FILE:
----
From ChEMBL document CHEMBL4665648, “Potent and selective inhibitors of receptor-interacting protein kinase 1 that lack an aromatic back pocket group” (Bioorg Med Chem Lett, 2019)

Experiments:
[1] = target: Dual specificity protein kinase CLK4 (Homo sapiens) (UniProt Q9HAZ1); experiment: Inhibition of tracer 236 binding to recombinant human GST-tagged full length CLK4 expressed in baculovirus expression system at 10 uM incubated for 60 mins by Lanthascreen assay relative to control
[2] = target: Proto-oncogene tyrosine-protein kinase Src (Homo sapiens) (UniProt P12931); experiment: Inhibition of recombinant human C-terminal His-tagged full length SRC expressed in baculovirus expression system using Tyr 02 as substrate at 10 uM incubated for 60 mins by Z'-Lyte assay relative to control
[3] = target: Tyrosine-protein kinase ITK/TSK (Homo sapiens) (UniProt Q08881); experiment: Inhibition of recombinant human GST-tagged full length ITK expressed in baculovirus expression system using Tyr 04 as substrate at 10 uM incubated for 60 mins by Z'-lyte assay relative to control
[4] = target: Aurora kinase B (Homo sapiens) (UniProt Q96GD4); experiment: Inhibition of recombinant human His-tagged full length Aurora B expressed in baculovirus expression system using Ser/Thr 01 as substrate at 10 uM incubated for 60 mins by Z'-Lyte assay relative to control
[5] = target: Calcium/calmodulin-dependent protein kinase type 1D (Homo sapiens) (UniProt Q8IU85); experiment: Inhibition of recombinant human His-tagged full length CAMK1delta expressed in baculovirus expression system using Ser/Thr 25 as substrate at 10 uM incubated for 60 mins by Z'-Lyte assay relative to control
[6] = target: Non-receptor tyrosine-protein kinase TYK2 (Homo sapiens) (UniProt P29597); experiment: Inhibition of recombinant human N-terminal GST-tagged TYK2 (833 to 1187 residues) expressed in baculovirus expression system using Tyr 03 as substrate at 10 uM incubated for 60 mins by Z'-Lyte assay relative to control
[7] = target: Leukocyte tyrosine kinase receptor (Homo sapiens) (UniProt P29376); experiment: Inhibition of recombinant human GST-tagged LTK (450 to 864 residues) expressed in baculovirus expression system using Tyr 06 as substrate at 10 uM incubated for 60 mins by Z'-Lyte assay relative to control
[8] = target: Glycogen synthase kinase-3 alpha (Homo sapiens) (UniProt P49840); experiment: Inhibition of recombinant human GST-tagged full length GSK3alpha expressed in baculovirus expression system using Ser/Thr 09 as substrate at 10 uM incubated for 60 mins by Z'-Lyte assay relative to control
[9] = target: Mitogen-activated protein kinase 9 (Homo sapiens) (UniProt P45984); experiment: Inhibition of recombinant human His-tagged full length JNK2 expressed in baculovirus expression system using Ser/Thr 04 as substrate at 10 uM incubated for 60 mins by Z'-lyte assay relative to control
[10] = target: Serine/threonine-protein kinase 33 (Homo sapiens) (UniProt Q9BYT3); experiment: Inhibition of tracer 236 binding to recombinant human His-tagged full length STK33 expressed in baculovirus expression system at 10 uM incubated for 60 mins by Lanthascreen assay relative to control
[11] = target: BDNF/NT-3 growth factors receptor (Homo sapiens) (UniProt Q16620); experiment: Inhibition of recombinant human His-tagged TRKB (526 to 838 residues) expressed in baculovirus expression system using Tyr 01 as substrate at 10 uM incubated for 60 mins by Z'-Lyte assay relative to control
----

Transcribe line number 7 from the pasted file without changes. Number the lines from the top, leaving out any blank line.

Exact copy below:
[5] = target: Calcium/calmodulin-dependent protein kinase type 1D (Homo sapiens) (UniProt Q8IU85); experiment: Inhibition of recombinant human His-tagged full length CAMK1delta expressed in baculovirus expression system using Ser/Thr 25 as substrate at 10 uM incubated for 60 mins by Z'-Lyte assay relative to control